Ideas borrowed from here, here and here.
"Don't tell me why you're here, I know why. Nobody comes to me with a normal problem, when I talk to a client, its always on the worst day of their lives. Yeah, come on in. Do you want coffee? Of course you don't. So what's the problem? Tell me about your own personal apocalypse."
- Jared Ungaro, P.I.
Some people just can't leave well enough. They won't just accept what they're told, they have to consistently disregard the official narrative, and seek out what is really real. After 9/11 they asked where Flight 93 was right after 9/11, and when the Iraq War was being pushed for, they asked where the WMDs were. They are incorrigibly curious, with this being their greatest asset and fatal flaw. Because some time when you go looking for the things that go bump in the night, you find them.
You are one of those people, someone driven to find the truth, no matter what the cost. You may not find it, but you're going to look. Unlike others who become invested in their opinions and seek to defend them, you are not interested in slinging mud, but in finding out what is real.
Additionally, you are also notable in the fact that you are not among your peers. Most* of Those who Know are those people on the fringes of society, those who are looked down on or just ignored. They're generally poorer, less educated, and likely possess no real status outside of their local community. They also tend to be isolated individuals, but this is not a universal rule. But not you. Unlike your newly found comrades, you likely went to University, and have at least some higher education. You are intelligent and generally knowledgable on most things a classically educated person would know. You've read Shakespeare, you know about legal procedure, and you can do complicated mathematical equations. You likely hold the official narrative in high suspicion, and are quite skeptical of the claims people make, unless they present proper evidence. But this education can often be just as much of a weakness as a strength. It is easy for a disillusioned, impoverished conspiracy theorist who already believes that Jews control the world and the U.S. government is killing black people to steal their melanin for sale on the "black" market that the supernatural exists. But if you went to college and were accepted by society, such a pill is much harder to swallow.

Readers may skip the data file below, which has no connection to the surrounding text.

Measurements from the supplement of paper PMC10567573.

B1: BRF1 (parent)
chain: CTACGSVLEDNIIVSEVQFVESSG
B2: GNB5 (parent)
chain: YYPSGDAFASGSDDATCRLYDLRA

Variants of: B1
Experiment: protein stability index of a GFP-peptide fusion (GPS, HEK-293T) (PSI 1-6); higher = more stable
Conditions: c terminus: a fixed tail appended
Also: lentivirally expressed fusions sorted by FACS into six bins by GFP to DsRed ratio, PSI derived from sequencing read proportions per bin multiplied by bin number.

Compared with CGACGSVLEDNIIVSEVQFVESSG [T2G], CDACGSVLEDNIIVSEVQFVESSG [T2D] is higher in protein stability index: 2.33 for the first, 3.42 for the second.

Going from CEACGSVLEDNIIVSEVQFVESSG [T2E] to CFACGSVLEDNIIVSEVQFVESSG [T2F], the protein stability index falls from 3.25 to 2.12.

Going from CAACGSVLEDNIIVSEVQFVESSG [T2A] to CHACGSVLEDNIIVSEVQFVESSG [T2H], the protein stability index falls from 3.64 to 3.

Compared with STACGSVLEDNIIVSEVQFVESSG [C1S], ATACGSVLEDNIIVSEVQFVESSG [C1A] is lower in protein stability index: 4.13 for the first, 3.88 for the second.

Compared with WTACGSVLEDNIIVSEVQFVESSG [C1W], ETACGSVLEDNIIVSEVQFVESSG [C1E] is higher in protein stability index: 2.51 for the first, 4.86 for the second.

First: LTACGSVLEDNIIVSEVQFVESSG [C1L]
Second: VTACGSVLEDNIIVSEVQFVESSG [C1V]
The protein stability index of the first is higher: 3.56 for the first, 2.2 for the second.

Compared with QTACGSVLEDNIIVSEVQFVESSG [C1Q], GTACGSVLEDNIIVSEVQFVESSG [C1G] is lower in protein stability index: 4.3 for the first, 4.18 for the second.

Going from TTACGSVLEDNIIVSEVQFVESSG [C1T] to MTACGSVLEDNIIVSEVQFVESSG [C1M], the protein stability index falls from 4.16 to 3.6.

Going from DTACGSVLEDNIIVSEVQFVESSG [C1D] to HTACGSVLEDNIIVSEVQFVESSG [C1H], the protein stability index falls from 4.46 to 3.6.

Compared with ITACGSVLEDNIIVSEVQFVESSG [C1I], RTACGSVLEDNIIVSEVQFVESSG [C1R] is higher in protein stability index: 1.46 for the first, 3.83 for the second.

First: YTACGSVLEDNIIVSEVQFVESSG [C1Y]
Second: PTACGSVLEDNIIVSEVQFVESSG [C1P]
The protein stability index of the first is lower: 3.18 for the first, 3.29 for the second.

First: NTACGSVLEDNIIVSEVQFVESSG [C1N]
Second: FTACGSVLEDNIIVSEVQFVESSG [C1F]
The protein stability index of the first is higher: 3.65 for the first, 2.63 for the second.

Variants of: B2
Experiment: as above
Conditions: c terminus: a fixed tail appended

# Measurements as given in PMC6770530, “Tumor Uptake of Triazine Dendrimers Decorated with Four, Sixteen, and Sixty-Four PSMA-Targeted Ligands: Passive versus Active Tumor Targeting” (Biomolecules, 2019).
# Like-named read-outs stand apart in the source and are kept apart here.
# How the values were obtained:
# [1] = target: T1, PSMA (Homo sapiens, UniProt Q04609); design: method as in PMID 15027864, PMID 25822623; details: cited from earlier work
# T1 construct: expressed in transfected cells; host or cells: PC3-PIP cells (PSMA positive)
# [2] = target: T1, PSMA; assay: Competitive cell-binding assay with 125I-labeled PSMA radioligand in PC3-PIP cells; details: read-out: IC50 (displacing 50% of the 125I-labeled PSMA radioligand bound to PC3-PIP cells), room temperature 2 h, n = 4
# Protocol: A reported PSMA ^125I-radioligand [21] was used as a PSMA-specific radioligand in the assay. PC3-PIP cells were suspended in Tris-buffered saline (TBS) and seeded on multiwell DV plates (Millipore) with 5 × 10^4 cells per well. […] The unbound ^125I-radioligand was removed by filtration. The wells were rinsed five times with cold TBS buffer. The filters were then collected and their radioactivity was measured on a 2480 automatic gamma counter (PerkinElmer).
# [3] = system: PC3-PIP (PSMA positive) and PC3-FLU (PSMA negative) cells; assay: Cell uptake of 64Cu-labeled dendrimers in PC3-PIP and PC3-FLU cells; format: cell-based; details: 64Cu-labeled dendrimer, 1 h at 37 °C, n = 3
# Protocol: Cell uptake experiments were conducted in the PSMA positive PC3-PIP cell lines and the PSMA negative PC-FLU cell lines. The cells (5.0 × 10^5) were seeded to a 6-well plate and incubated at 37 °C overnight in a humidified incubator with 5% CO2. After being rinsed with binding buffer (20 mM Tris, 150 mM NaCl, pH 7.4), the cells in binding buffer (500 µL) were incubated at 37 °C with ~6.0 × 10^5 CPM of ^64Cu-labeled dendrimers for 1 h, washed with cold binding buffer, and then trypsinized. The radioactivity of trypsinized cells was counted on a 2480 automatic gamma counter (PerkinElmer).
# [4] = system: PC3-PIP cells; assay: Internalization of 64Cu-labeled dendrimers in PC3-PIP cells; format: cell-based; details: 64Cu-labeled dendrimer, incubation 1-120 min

This is the Investigators, the thinker, learned class. They have two important roles to fulfill for the party. Firstly, most of their abilities center around learning new information and helping to investigate mysteries. This is fairly obvious from the name. But their is a second, equally important role for the Investigator. For unlike everyone else, they are a person with some gravitas. They can help the party negotiate interactions with the elite of society, as well as with the authorities. For Those who Know almost always draw the ire of the constabulary, either because someone powerful wants to harass them, or because they are genuinely taking suspicious or actively illegal actions. In a situation like this, an Investigator can mean the difference between being taken down to the station and getting off with a warning.
So when someone is playing an Investigator, assume that the character is generally knowledgable on most things. The player should not have to ask for valuable information or roll dice, you can just tell them. Most of their knowledge should just work automatically. Can the Investigator identify what language this letter is written in? Do they know what this strange, acidic liquid is? Can they remember what ancient culture used symbology like this? Of course they can, they didn't spend a carload of money and years of their life hitting the books to be uninformed. However, if the Investigator not knowing something could be dramatically interesting, then you may call for a die roll. Additionally, when in a situation where such knowledge is critical, interrupt the Investigator and tell them what they learned in school, especially if they are about to trespass on some law or statute. However, just because the Investigator knows a lot, doesn't mean they know everything. Their education would not educate them on secret societies, shadow, mystery cults or anything that powerful people have gone to great lengths to conceal.
Starting HP: 1/3 of your Con Score
Fighting Spirit: none
Starting Equipment: n/a